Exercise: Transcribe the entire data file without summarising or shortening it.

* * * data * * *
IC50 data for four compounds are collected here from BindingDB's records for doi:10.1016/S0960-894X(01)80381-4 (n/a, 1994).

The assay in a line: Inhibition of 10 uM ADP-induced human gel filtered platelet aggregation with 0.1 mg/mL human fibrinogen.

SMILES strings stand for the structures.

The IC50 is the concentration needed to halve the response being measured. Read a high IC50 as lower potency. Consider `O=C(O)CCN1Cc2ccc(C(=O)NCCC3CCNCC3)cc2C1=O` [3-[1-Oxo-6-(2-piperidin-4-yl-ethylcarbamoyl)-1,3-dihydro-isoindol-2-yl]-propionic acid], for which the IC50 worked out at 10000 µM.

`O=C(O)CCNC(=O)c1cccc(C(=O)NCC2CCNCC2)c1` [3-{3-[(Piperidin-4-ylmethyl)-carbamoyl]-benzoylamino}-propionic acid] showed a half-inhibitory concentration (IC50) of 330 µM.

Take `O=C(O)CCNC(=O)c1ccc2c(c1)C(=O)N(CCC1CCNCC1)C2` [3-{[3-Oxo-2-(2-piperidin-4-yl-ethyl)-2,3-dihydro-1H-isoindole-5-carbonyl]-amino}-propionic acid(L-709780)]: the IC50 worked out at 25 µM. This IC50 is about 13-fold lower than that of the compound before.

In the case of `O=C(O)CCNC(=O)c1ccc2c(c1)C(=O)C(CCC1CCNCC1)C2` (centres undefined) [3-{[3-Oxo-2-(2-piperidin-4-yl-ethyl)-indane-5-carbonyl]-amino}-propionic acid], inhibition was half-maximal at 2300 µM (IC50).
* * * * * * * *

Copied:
IC50 data for four compounds are collected here from BindingDB's records for doi:10.1016/S0960-894X(01)80381-4 (n/a, 1994).

The assay in a line: Inhibition of 10 uM ADP-induced human gel filtered platelet aggregation with 0.1 mg/mL human fibrinogen.

SMILES strings stand for the structures.

The IC50 is the concentration needed to halve the response being measured. Read a high IC50 as lower potency. Consider `O=C(O)CCN1Cc2ccc(C(=O)NCCC3CCNCC3)cc2C1=O` [3-[1-Oxo-6-(2-piperidin-4-yl-ethylcarbamoyl)-1,3-dihydro-isoindol-2-yl]-propionic acid], for which the IC50 worked out at 10000 µM.

`O=C(O)CCNC(=O)c1cccc(C(=O)NCC2CCNCC2)c1` [3-{3-[(Piperidin-4-ylmethyl)-carbamoyl]-benzoylamino}-propionic acid] showed a half-inhibitory concentration (IC50) of 330 µM.

Take `O=C(O)CCNC(=O)c1ccc2c(c1)C(=O)N(CCC1CCNCC1)C2` [3-{[3-Oxo-2-(2-piperidin-4-yl-ethyl)-2,3-dihydro-1H-isoindole-5-carbonyl]-amino}-propionic acid(L-709780)]: the IC50 worked out at 25 µM. This IC50 is about 13-fold lower than that of the compound before.

In the case of `O=C(O)CCNC(=O)c1ccc2c(c1)C(=O)C(CCC1CCNCC1)C2` (centres undefined) [3-{[3-Oxo-2-(2-piperidin-4-yl-ethyl)-indane-5-carbonyl]-amino}-propionic acid], inhibition was half-maximal at 2300 µM (IC50).